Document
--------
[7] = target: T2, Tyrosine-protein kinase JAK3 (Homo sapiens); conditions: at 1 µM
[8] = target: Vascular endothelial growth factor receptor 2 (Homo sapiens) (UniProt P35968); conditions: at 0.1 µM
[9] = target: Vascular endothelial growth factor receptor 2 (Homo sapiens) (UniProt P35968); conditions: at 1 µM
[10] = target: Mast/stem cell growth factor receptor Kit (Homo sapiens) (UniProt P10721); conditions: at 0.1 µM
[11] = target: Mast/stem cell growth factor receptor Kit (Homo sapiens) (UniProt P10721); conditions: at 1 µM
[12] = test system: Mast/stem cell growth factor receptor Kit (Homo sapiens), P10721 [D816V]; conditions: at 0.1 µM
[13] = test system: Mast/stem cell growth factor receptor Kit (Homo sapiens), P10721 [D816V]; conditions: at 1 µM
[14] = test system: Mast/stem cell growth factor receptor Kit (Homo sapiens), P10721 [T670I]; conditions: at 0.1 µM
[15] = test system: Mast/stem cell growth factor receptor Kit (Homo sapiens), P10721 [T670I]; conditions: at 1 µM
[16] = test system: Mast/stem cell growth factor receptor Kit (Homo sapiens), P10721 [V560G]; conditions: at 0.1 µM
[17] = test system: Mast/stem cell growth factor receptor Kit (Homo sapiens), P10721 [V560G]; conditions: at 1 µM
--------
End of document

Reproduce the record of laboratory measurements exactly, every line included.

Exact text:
[7] = target: T2, Tyrosine-protein kinase JAK3 (Homo sapiens); conditions: at 1 µM
[8] = target: Vascular endothelial growth factor receptor 2 (Homo sapiens) (UniProt P35968); conditions: at 0.1 µM
[9] = target: Vascular endothelial growth factor receptor 2 (Homo sapiens) (UniProt P35968); conditions: at 1 µM
[10] = target: Mast/stem cell growth factor receptor Kit (Homo sapiens) (UniProt P10721); conditions: at 0.1 µM
[11] = target: Mast/stem cell growth factor receptor Kit (Homo sapiens) (UniProt P10721); conditions: at 1 µM
[12] = test system: Mast/stem cell growth factor receptor Kit (Homo sapiens), P10721 [D816V]; conditions: at 0.1 µM
[13] = test system: Mast/stem cell growth factor receptor Kit (Homo sapiens), P10721 [D816V]; conditions: at 1 µM
[14] = test system: Mast/stem cell growth factor receptor Kit (Homo sapiens), P10721 [T670I]; conditions: at 0.1 µM
[15] = test system: Mast/stem cell growth factor receptor Kit (Homo sapiens), P10721 [T670I]; conditions: at 1 µM
[16] = test system: Mast/stem cell growth factor receptor Kit (Homo sapiens), P10721 [V560G]; conditions: at 0.1 µM
[17] = test system: Mast/stem cell growth factor receptor Kit (Homo sapiens), P10721 [V560G]; conditions: at 1 µM